Brooklyn: Movie Man Jackson

brooklynstub

It’ll make you feel wretched, and then move on to somebody else.”

This isn’t Jay-Z’s Brooklyn, but it is still Brooklyn. In 1952, Ellis Lacey (Saoirse Ronan), lives in a small town in the country of Ireland with mother and sister, Rose (Fiona Glascott). While she isn’t “wasting away” in Ireland, she gets the feeling she could be doing more with her life, and so does Rose, which is why she has met worked with a priest in the United States to bring Ellis to Brooklyn. New York.

Homesickness and literal sickness arrive the minute Ellis sets sail to America. It’s a rough start, and she does question early whether the right decision was made. But, in the form of Italian immigrant Tony (Emory Cohen), her situation begins to become better. But, home is always where the heart remains, even as things improve.

ireland

While the adaptation of novels can and have been transferred with success to the silver screen experience, a lot of times, they can be some combination of lazy, incoherent, dull, and overall missing some key elements that made the novel a good piece of literature. Not so with Brooklyn. Like most of the adapted films yours truly has watched, I haven’t the opportunity, (read: desire), to read the original source material, but I don’t think it matters here. Brooklyn is a wonderful film, adaptation or otherwise.

The magic in Brooklyn starts with the screenplay, written by Nick Hornby. Simultaneously, it is both simple in nature and fairly layered and complex, with the only issue had on this end being the dinner table humor, which just didn’t always hit for me. The story is a romance, both of the traditional, micro level, and the non-traditional, macro level. Both aspects are written soundly, but its the story of the homeland vs the “newland” that really pulls everything together, It works, because there is real conflict!

The city of Brooklyn is shown to be a place of great opportunity, but Hornby and director John Crowley (True Detective season 2) also make it clear that there is much to be lost in Ireland as well. It’s not some slummy, insufferable place that Ellis has to get out from; its a rather beautiful place that has its pluses and minuses, just like Brooklyn. It’s simple, but showing that no one city/life is indisputably better than the other really builds the emotional drama that drives the last half to third of Brooklyn.

cohen

Again, this worldly romance between Ireland and Brooklyn is wonderful and fits in with the traditional romance, but it is the traditional romance that serves as the internal core of Brooklyn. This is where the movie could have become extremely sappy and soapy, but credit to writer, director, and acting cast for refusing to let this happen. Hornby and Crowley do put their actors in great positions to succeed, but ultimately, those actors and actresses have to deliver…and they all do, but no one more so than Saoirse Ronan. Ronan is able to says a lot without every saying a peep sometimes. She has this face that is both expressionless and full of expression at the same time. For lack of better description, she’s mesmerizing, and gives her Ellis character that much more in the way of feeling like a real person.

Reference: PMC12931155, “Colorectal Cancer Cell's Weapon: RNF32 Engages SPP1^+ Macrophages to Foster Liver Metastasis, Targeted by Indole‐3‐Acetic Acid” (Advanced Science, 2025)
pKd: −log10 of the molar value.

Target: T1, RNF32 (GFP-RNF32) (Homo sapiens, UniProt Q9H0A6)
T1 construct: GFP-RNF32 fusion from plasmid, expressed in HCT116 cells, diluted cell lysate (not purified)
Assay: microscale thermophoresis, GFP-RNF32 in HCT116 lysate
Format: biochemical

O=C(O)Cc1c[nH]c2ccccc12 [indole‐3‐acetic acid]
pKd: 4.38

She also possesses amazing chemistry with everyone in the movie, and seems to develop it within seconds. Her scenes with Emory Cohen are touching, as are those with Domhall Gleeson. Both of these guys, along with others, are great additions to Brooklyn who bring talent, but Ronan is the focal point. And she should be here. Hard not to see major nominations coming her way.

beach

Straightforward, yet elegant and authentic, Brooklyn is a great watch that, despite its obvious wide release timeframe, doesn’t feel award-bating or overly dramatic at all. The voyage to Brooklyn is one that absolutely should be taken.

Grade: A-

Photo credits go to theguardian.com, citybeat.com, and entertainmentweekly.com.

Follow the Movie Man @MovieManJackson

Advertisements

10 thoughts on “Brooklyn: Movie Man Jackson

  1. An absolute delight. I didn’t mind the humor. I actually found Tony’s family quite charming, although the script uses a bit of shorthand to get the closeness of his Italian American family across. A very minor quibble in a film that I’ve already seen twice. I enjoyed it even more the 2nd time.

    • Yeah, that humor (always subjective, isn’t it?), was a little hit and miss for me, but still carried charm.

      Very glad I was able to give this a view, these types of movies often leave quick in the cinema.

Leave a Reply

Fill in your details below or click an icon to log in:

WordPress.com Logo

You are commenting using your WordPress.com account. Log Out / Change )

Twitter picture

You are commenting using your Twitter account. Log Out / Change )

Facebook photo

You are commenting using your Facebook account. Log Out / Change )

Google+ photo

You are commenting using your Google+ account. Log Out / Change )

Connecting to %s